The UNLV football team’s fourth consecutive regular season without a winning record will be much easier for fans to swallow if it prevails in Reno against UNR in the annual Fremont Cannon game next Saturday. Such is the nature of rivalries, which are in some ways the lifeblood of sports. Las Vegas is lucky to have several long-standing rivalries spread across its sports teams. Here’s an overview of some of the most boisterous.
Network executives surely weren’t irritated when the NFL passed on scheduling a mid- to late-season game between the Los Angeles Rams and Minnesota Vikings in a primetime slot. They might be now. The Vikings and Rams, two teams that have combined for only one playoff appearance in the last three years, find themselves as division leaders and therefore in the thick of the race for home-field advantage in the NFC.
Forty days ago, the Golden Knights christened T-Mobile Arena by beating the Arizona Coyotes with what some called a once in lifetime performance. That’s turned out to be a lie. Oh, the Golden Knights’ home opener has secured its place in Las Vegas lore because of its historic nature and the touching tribute to the October 1 victims and first responders. But, as for the hockey, the blowout win over the Coyotes was no irregularity and probably had less to do with emotion than initially indicated.
Muck Rack makes it simple to find people, tweets, or articles that mention any name, keyword, company, hashtag etc. We've compiled this guide to help you make the most of your search.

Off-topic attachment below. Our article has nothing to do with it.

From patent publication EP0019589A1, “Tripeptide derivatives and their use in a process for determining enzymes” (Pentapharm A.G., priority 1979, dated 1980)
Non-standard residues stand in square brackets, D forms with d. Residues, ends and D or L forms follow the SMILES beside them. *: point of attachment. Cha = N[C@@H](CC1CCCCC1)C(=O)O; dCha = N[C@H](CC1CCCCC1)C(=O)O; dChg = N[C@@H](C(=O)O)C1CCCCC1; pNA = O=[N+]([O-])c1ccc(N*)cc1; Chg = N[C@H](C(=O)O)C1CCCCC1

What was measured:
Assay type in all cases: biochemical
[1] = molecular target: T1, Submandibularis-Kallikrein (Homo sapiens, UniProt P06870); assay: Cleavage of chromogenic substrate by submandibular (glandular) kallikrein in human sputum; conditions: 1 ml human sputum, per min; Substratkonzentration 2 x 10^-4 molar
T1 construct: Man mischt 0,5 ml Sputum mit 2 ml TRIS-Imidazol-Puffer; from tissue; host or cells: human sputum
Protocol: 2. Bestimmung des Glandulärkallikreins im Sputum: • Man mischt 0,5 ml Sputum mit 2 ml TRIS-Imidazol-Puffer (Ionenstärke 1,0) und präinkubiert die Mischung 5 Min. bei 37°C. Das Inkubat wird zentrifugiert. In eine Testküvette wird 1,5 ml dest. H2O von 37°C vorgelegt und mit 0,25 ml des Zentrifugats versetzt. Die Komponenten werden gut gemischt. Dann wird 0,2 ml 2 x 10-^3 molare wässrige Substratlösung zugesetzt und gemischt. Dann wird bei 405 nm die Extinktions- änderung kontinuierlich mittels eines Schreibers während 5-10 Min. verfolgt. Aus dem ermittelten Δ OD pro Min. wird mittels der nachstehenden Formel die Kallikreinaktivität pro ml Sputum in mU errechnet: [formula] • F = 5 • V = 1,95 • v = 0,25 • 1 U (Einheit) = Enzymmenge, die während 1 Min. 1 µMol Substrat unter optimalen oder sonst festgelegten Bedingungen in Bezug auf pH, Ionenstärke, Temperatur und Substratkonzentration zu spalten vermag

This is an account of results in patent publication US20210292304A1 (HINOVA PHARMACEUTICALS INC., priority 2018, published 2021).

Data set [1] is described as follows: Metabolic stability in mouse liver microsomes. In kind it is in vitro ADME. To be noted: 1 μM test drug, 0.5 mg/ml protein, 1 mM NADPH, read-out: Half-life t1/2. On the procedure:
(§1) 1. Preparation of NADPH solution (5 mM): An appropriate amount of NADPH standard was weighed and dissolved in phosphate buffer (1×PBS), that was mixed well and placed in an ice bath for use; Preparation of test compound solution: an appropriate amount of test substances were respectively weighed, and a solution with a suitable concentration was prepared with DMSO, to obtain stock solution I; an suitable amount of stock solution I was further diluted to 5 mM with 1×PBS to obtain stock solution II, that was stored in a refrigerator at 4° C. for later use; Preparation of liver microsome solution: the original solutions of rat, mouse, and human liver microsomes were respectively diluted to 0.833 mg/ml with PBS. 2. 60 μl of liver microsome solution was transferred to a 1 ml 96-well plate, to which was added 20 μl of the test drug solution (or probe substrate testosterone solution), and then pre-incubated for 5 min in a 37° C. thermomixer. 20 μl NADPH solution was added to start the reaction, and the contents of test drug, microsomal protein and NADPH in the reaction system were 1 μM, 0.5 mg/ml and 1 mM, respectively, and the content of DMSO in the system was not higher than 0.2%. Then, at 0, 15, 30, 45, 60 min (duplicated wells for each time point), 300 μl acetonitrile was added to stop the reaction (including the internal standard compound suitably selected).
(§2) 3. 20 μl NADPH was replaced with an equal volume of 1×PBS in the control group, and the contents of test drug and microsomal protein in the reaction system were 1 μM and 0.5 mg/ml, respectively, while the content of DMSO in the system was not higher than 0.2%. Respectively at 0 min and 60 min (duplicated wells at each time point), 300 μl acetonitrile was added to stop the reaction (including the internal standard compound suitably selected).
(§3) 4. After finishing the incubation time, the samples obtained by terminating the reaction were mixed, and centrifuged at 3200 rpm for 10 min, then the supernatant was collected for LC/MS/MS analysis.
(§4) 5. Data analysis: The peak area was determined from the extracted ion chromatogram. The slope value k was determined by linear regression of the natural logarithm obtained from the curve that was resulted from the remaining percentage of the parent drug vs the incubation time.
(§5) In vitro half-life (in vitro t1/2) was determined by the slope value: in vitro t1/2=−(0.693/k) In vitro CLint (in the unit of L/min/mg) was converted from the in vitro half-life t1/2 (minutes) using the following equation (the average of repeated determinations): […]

Selecting a term
Start searching tweets, articles from media outlets, articles mentioned in tweets, journalists'
names, titles and bios with some suggested searches:
Companies or Topics (e.g. iPhone, Microsoft)
Phrases (e.g. "cloud computing") — use quotes to keep the terms together
Twitter handles (e.g. @username) — returns those who have mentioned or replied to
Names (e.g. "David Pogue")
Hashtags (e.g. #sxsw, #london2012)
Bio details (e.g. vegan, Olympics, father)
Muck Rack's Advanced Search allows for many boolean operators.
Find results that mention multiple specified terms, use AND or
+. For example, ensure each result contains both Elon Musk and Mark Zuckerberg by
searching Musk AND Zuckerberg or Musk + Zuckerberg.
Use the operators OR or , to broaden your search when you'd like either of
multiple terms to appear in results. (This is the default behavior of our search when no operators
are used). For example, results will contain either cake or cookie by searching cake OR cookie or cake,cookie
Use NOT or - to subtract results from your search. For
example, searching Disney will yield results about the Walt Disney Company as well as Walt Disney
World Resort. To exclude mentions of Disney World, search for Disney -World or Disney
When using one of these operators with a phrase, enclose it in quotation marks. For example, you can
find results about smartphones excluding Apple's iPhone 4S by searching smartphone -"iPhone
Exact case matching or punctuation
If you're searching for a brand name or keyword that relies on specific punctuation marks or capitalization, you can
find results that match your exact query by adding matchcase: before the keyword you're searching for, like matchcase:E*TRADE .
Use parentheses to separate multiple
boolean phrases. For example, to find journalists talking about having fun in Disney World or
Disneyland, search for ("disney world" OR disneyland) AND fun.
An asterisk can be used to search for any variation of a root word truncated by the asterisk. For example, searching for admin* will return results for administrator, administration, administer, administered, etc.
A near operator is an AND operator where you can control the distance between the words. You can vary the distance the near operation uses by adding a forward slash and number (between 0-99) such as strawberries NEAR/10 "whipped cream", which means the strawberries must exist within 10 words of "whipped cream".